Project Perditus | Wildlife

Introduction to Life on Perditus

Finding organisms on other planets may be more common than we had originally thought. Harnessing the energy from light generated from a K-type star, Planet Perditus was destined to harbor wildlife. By the time the satellite Trawler-IV reaches it’s destination in the planet’s orbit, life on Perditus will be in an early stage. The satellite is responsible for observing instances of life and simulate the possible evolutionary developments of discovered organisms.

Introduction image displaying a dart worm

Figure-1. Depiction of a Dart Worm Specimen. Above is an illustration of a Sputumcuticula remus. S. remus is a species of dart worm that has an enlarged auricle used as a rutter when swimming.


Planet Perditus is home to a variety of odd specimens and organisms. No matter how bizarre these animals may seem, they all abide by similar laws of nature and biology much like the life found on Earth. Below you will find detailed descriptions of a particular group of organisms that explains their anatomy, development, behavior, and evolutionary history. As more forms of life are revealed this page will update offering additional hyperlinks. *Note that the sizes depicted between species below are not relative and only intend to display general morphological differences in each organism.

Evolutionary Tree

There are over 170+ organisms discovered and that number grows exponentially as the surface and oceans of Planet Perditus are continually explored. Below is a family tree illustrating the soft-bodied invertebrates inhabiting the ocean floor of the planet. Expect this tree to grow as more data and organisms are described.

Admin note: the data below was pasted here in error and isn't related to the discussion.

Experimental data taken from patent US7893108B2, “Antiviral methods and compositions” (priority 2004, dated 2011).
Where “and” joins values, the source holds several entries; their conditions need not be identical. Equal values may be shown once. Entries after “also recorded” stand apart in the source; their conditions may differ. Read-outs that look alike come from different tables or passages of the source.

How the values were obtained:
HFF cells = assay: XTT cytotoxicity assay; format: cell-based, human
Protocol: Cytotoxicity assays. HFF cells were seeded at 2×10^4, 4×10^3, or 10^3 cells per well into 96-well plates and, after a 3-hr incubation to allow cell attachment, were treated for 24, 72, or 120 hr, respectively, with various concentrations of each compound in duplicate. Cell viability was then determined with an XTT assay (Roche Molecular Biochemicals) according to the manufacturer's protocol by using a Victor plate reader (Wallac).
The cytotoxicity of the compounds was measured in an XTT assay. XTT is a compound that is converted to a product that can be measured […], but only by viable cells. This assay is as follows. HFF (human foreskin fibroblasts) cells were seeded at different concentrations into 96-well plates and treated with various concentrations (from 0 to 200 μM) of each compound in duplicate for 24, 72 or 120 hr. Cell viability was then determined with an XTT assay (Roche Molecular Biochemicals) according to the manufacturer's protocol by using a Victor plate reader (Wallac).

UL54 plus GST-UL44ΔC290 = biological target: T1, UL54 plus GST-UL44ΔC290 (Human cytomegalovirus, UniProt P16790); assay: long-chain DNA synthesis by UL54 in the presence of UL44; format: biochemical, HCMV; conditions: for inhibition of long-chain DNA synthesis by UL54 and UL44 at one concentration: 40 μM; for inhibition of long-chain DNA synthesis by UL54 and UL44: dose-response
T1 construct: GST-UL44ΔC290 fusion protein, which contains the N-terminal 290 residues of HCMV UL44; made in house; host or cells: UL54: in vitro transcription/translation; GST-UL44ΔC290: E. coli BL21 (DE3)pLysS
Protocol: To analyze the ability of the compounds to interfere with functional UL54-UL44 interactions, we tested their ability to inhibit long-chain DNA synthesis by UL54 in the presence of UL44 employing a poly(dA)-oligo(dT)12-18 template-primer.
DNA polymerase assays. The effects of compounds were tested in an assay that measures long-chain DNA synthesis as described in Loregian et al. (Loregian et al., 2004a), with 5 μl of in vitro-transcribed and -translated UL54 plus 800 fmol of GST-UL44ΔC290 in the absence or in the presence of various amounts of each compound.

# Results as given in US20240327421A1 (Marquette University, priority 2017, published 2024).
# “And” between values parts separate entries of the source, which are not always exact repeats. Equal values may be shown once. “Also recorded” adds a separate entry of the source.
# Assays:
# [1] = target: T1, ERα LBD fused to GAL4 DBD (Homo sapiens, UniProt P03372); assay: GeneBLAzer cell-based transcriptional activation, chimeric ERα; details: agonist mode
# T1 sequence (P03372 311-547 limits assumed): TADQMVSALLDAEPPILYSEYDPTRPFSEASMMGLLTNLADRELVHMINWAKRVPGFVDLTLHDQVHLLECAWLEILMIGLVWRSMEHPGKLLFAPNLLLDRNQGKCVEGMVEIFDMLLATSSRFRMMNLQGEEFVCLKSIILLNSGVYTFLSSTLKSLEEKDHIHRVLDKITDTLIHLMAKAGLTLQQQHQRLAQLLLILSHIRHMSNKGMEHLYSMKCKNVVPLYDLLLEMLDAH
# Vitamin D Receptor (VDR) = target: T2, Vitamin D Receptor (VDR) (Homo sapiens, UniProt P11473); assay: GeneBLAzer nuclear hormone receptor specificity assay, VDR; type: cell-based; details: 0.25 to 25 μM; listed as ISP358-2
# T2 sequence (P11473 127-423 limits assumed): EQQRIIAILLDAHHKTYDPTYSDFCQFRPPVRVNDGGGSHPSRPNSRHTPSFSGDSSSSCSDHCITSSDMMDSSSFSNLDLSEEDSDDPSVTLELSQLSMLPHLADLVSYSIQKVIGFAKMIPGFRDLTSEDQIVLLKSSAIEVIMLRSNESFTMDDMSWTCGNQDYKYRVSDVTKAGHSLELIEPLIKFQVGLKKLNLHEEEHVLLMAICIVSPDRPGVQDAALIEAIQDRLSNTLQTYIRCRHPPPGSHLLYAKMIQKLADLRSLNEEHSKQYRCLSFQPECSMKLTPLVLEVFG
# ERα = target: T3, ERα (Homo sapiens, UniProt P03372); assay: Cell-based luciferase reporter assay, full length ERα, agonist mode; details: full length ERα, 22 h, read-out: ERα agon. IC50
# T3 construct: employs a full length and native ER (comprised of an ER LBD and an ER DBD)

Comprehensive family tree

Figure-2. Phylogenetic Tree of Aquatic Soft-Bodied Organisims. There are three distinct groups of invertebrates. The Scobovagus consists of all true sea scuttles, including armored sea scuttles and camouflaged sea scuttles. The Tetradactylopsids are closely related to sea scuttles, but differ in morphology and genetic expression. Lastly the Sputumcuticula is a broad group of organisms that make up a large portion of benthic oceanic life.

Describing a Species

Paying homage to Earth, binomial nomenclature or a two-term naming convention is used to describe a particular species. Words are primarily derived from Latin, however Greek root words are occasionally used. On even rarer occasions other languages may be used in binomials if it accurately fits or describes an organism. Patronymic names and names relating to people are typically avoided to remove any idea of ownership over exoterrestrial lifeforms.